How should Labour react to UKIP? A few thoughts…

UKIP’s showing in the local elections needs to be taken seriously – and by all political parties. The biggest danger for Labour, it seems to me, is that they will notice (correctly, I suspect) that the main ‘losers’ through the rise of UKIP are the Tories, and assume as a consequence that things are basically ‘OK’ as a result, and that all that is needed is more of the same. That, to me, would be a big mistake. Labour needs to dig deeper, to be more thoughtful.

There are a number of reasons that people might have voted UKIP. It might be, as some suggest, simply a protest vote. It might, on the other hand, hint at real and worrying levels of racism and anti-immigrant feeling. It might be that the huge attention paid to Nigel Farage by the BBC et al. has just had a huge effect. It might be that people really are worried about Europe. All of these things need addressing.

The first is the most important. If this is a ‘protest vote’, Labour need to understand what people are protesting about. Why are they dissatisfied by the ‘usual’ parties? Labour should notice that they’re not offering any real alternative – that aping the coalition, accepting its austerity, its approach to welfare etc etc is not something that voters want or like. More of the same, just a tiny, tiny bit ‘nicer’ – or rather a tiny, tiny bit less hideously nasty – is not an alternative. Labour has got to show that it can offer something different – different from the current government, and different from the Labour governments of the recent past. ‘New’ Labour should be old news – and the likes of Liam Byrne, Stephen Twigg and so on should be taken swiftly and securely away from the front line.

The second – that racism and anti-immigrant feelings are on the rise is harder. It’s there, for sure – but the response could go two ways. The ‘appeasement’ approach that seems to be the current idea for the Labour party – saying ‘we hear your concerns and we’re going to be tough’ is both morally wrong and politically short-sighted. Racism and anti-immigration feeling is fuelled by fear and misinformation for the most part, egged on by a media that likes to peddle these myths. It’s easy to fall into the trap of going along with the agenda – but all it does is entrench the view, and make it easier for the likes of UKIP to succeed. Making racism ‘acceptable’ won’t help Labour – it will help Labour’s opponents, particularly in the long term. It will take bravery to challenge the false agenda head on, and it will probably be a level of bravery beyond the Labour party, sadly – but I still hope Labour will have the guts to go for it.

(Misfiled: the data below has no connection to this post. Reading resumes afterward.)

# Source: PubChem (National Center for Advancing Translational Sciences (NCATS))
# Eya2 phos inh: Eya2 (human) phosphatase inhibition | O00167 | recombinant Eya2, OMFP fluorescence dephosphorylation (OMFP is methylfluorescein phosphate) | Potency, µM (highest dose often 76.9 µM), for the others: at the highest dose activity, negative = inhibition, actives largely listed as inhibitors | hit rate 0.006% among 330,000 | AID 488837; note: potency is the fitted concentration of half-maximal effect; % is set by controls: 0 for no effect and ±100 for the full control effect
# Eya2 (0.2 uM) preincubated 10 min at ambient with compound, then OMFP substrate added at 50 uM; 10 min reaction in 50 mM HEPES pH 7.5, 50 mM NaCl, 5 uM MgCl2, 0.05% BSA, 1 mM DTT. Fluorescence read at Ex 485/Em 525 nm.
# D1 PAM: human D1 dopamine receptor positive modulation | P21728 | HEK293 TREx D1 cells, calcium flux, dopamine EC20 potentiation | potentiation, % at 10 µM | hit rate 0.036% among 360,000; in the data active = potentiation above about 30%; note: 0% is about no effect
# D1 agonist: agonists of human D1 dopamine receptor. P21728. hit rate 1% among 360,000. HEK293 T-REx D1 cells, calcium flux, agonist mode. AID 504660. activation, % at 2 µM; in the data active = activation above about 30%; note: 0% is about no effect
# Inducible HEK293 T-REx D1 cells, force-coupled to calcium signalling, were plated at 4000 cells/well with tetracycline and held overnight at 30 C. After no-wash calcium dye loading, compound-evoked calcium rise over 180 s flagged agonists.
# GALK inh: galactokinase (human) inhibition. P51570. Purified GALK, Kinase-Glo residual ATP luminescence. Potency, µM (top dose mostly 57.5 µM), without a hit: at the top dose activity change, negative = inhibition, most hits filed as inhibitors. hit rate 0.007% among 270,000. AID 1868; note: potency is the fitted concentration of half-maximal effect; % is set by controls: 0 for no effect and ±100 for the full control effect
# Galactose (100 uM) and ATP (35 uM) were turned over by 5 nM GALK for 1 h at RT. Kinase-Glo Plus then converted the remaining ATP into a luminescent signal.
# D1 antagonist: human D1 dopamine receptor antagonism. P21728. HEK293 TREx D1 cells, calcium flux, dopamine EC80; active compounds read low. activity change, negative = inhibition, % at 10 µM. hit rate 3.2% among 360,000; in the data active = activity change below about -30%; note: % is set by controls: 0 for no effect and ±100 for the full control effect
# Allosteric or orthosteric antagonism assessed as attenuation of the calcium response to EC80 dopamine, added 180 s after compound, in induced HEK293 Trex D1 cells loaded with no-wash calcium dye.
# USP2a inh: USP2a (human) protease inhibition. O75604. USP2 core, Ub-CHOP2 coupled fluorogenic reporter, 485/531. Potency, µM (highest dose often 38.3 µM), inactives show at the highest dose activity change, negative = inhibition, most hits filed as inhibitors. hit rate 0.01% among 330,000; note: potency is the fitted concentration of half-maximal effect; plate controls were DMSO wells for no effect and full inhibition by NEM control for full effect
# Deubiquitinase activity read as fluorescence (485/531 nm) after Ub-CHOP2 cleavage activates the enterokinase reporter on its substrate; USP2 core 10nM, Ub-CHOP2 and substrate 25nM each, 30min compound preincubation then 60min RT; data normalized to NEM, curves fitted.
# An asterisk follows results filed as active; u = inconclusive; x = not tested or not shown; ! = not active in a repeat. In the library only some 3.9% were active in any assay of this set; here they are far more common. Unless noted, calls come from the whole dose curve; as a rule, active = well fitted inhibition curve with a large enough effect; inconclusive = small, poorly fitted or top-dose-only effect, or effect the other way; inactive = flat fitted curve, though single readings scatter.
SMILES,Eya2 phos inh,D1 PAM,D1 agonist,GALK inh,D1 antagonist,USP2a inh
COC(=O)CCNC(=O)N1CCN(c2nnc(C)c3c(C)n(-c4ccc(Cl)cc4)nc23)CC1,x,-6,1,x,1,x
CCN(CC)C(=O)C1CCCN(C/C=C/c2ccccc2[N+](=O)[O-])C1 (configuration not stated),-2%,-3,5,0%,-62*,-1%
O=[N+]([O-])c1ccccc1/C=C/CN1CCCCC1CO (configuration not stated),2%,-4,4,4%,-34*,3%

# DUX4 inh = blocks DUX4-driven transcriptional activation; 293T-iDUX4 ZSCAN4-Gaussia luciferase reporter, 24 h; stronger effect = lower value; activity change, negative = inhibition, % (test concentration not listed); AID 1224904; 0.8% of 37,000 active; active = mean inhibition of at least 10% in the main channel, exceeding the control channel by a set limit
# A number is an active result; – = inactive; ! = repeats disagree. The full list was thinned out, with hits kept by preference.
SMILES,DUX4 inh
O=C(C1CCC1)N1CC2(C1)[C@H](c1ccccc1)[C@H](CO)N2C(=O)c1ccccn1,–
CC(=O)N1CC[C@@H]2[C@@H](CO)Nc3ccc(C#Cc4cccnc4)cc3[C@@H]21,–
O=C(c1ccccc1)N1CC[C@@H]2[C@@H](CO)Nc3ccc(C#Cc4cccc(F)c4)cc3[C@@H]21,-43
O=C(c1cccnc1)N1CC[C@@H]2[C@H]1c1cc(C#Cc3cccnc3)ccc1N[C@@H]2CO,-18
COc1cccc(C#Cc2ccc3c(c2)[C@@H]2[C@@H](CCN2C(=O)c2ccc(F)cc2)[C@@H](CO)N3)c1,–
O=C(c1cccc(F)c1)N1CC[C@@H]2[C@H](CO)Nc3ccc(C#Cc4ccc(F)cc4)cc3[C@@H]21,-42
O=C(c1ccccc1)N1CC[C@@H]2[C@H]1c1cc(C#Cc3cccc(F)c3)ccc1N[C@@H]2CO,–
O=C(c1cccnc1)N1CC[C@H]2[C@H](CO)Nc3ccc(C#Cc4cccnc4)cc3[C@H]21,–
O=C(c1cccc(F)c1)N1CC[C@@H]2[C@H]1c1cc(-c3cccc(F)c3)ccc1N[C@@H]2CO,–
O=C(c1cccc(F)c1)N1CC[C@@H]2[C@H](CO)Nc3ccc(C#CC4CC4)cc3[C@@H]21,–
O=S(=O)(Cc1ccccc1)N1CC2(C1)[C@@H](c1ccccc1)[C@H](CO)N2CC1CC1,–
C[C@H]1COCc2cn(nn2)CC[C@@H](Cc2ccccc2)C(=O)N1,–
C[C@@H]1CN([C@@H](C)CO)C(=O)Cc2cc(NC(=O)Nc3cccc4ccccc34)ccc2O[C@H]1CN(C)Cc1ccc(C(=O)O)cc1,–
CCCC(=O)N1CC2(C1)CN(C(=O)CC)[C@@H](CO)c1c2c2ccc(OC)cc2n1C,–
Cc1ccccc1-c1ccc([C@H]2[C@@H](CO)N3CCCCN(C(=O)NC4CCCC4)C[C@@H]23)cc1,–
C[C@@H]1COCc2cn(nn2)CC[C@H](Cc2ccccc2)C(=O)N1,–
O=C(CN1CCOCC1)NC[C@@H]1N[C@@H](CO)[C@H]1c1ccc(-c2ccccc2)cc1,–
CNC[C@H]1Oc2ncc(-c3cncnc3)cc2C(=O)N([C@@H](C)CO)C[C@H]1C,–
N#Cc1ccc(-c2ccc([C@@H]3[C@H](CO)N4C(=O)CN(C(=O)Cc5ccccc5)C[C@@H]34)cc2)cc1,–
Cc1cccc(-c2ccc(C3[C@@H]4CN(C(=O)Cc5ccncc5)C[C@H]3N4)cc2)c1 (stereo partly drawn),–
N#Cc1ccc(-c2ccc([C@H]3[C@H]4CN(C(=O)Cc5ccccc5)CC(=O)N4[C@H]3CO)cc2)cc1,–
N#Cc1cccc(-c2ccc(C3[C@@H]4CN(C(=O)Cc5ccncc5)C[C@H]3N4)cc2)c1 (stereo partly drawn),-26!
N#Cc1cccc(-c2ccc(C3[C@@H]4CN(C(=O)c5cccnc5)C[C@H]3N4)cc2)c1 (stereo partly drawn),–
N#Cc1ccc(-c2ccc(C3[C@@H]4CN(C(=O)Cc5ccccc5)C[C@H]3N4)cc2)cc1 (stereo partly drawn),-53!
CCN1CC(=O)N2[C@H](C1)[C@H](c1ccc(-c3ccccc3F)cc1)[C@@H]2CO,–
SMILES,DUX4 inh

The third challenge – challenging the media love-in with Nigel Farage – is one that Labour must realise that they have to take face on. He gets too easy a ride – not just from the media, but from other politicians. Watching him in his all-too-regular appearances on Question Time it seems as though the other panellists treat him with kid gloves. They need to come out fighting – particularly Labour representatives. I suspect the other parties will be feeling the same – they really need to.

The fourth challenge – the challenge of Europe – is another matter entirely. It’s entirely possible that Cameron will make even more positive moves towards a referendum on membership of the EU – indeed, I’d say it’s likely. This time, if I was Ed Miliband, I’d call his bluff. Say yes to a referendum. Say it loud and clear. In fact, I’d make it part of the Labour Party’s manifesto tomorrow, if it was up to me – because this discussion has to be had, this battle must be fought, and it must be won. Hiding from the fight just isn’t enough.

That last point is true not just for Europe, but for the whole of the challenge of UKIP. Labour shouldn’t be hiding, shouldn’t be ignoring them, shouldn’t be accepting their agenda – they should be fighting them, and fighting them with strength and radicalism. Will they do it? There aren’t many signs of it so far, but I hope that behind the scenes people are at least thinking about the possibility.

6 thoughts on “How should Labour react to UKIP? A few thoughts…

  1. The problem, of course, is that a healthy UKIP is quite good for Labour, as it causes more harm to the Conservatives than it does for them. The last thing the Labour leadership wants is for all those UKIP voters to flock back to the Tories at the next election.